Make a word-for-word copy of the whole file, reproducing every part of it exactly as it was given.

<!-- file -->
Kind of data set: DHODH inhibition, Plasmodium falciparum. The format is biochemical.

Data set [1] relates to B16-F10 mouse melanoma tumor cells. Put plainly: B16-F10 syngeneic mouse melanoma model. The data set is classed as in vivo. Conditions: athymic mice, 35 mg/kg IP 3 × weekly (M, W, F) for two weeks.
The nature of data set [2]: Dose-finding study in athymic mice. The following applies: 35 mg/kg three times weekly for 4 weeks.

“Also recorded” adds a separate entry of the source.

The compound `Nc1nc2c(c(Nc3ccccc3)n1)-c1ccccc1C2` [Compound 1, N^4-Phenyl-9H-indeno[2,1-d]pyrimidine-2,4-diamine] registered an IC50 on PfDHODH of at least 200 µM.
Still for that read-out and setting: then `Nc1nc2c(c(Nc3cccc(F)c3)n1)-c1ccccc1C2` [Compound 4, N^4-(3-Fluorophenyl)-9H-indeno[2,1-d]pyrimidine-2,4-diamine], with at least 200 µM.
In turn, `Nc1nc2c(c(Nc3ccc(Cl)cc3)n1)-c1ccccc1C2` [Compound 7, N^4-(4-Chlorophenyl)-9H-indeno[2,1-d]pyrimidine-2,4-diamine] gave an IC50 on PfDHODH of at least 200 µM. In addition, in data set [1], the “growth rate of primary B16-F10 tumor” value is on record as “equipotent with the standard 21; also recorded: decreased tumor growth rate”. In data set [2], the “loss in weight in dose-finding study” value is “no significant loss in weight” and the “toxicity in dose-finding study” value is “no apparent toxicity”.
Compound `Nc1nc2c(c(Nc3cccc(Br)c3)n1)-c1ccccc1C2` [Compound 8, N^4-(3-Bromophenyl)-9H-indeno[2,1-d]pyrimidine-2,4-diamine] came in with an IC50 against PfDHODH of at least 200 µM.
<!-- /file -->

Kind of data set: DHODH inhibition, Plasmodium falciparum. The format is biochemical.

Data set [1] relates to B16-F10 mouse melanoma tumor cells. Put plainly: B16-F10 syngeneic mouse melanoma model. The data set is classed as in vivo. Conditions: athymic mice, 35 mg/kg IP 3 × weekly (M, W, F) for two weeks.
The nature of data set [2]: Dose-finding study in athymic mice. The following applies: 35 mg/kg three times weekly for 4 weeks.

“Also recorded” adds a separate entry of the source.

The compound `Nc1nc2c(c(Nc3ccccc3)n1)-c1ccccc1C2` [Compound 1, N^4-Phenyl-9H-indeno[2,1-d]pyrimidine-2,4-diamine] registered an IC50 on PfDHODH of at least 200 µM.
Still for that read-out and setting: then `Nc1nc2c(c(Nc3cccc(F)c3)n1)-c1ccccc1C2` [Compound 4, N^4-(3-Fluorophenyl)-9H-indeno[2,1-d]pyrimidine-2,4-diamine], with at least 200 µM.
In turn, `Nc1nc2c(c(Nc3ccc(Cl)cc3)n1)-c1ccccc1C2` [Compound 7, N^4-(4-Chlorophenyl)-9H-indeno[2,1-d]pyrimidine-2,4-diamine] gave an IC50 on PfDHODH of at least 200 µM. In addition, in data set [1], the “growth rate of primary B16-F10 tumor” value is on record as “equipotent with the standard 21; also recorded: decreased tumor growth rate”. In data set [2], the “loss in weight in dose-finding study” value is “no significant loss in weight” and the “toxicity in dose-finding study” value is “no apparent toxicity”.
Compound `Nc1nc2c(c(Nc3cccc(Br)c3)n1)-c1ccccc1C2` [Compound 8, N^4-(3-Bromophenyl)-9H-indeno[2,1-d]pyrimidine-2,4-diamine] came in with an IC50 against PfDHODH of at least 200 µM.